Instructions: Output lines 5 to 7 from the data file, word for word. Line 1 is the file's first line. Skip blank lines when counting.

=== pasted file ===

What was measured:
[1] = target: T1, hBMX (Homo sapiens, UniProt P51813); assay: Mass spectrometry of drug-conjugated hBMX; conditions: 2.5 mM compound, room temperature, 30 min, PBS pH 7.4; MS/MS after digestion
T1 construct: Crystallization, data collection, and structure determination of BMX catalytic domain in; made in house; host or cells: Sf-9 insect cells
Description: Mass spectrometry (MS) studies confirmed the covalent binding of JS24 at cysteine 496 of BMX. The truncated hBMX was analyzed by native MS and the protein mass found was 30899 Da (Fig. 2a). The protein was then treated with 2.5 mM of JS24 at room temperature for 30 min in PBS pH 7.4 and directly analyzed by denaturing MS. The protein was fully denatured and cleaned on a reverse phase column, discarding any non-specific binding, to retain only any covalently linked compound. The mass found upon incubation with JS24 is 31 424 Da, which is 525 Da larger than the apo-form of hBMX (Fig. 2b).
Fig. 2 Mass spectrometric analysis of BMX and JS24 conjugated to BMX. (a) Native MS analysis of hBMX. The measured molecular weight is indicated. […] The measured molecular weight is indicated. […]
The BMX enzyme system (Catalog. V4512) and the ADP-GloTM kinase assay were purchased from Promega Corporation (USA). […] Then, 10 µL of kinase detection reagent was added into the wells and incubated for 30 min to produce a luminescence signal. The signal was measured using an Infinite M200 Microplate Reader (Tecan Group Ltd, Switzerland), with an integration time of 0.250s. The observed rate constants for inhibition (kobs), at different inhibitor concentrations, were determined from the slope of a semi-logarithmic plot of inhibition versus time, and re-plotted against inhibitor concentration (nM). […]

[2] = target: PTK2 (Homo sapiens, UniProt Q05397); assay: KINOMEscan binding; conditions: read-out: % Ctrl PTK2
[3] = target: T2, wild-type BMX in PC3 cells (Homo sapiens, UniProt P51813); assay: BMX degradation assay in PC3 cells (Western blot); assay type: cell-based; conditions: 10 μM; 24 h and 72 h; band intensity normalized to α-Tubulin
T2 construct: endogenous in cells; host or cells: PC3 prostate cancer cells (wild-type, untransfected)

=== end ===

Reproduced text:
Fig. 2 Mass spectrometric analysis of BMX and JS24 conjugated to BMX. (a) Native MS analysis of hBMX. The measured molecular weight is indicated. […] The measured molecular weight is indicated. […]
The BMX enzyme system (Catalog. V4512) and the ADP-GloTM kinase assay were purchased from Promega Corporation (USA). […] Then, 10 µL of kinase detection reagent was added into the wells and incubated for 30 min to produce a luminescence signal. The signal was measured using an Infinite M200 Microplate Reader (Tecan Group Ltd, Switzerland), with an integration time of 0.250s. The observed rate constants for inhibition (kobs), at different inhibitor concentrations, were determined from the slope of a semi-logarithmic plot of inhibition versus time, and re-plotted against inhibitor concentration (nM). […]

[2] = target: PTK2 (Homo sapiens, UniProt Q05397); assay: KINOMEscan binding; conditions: read-out: % Ctrl PTK2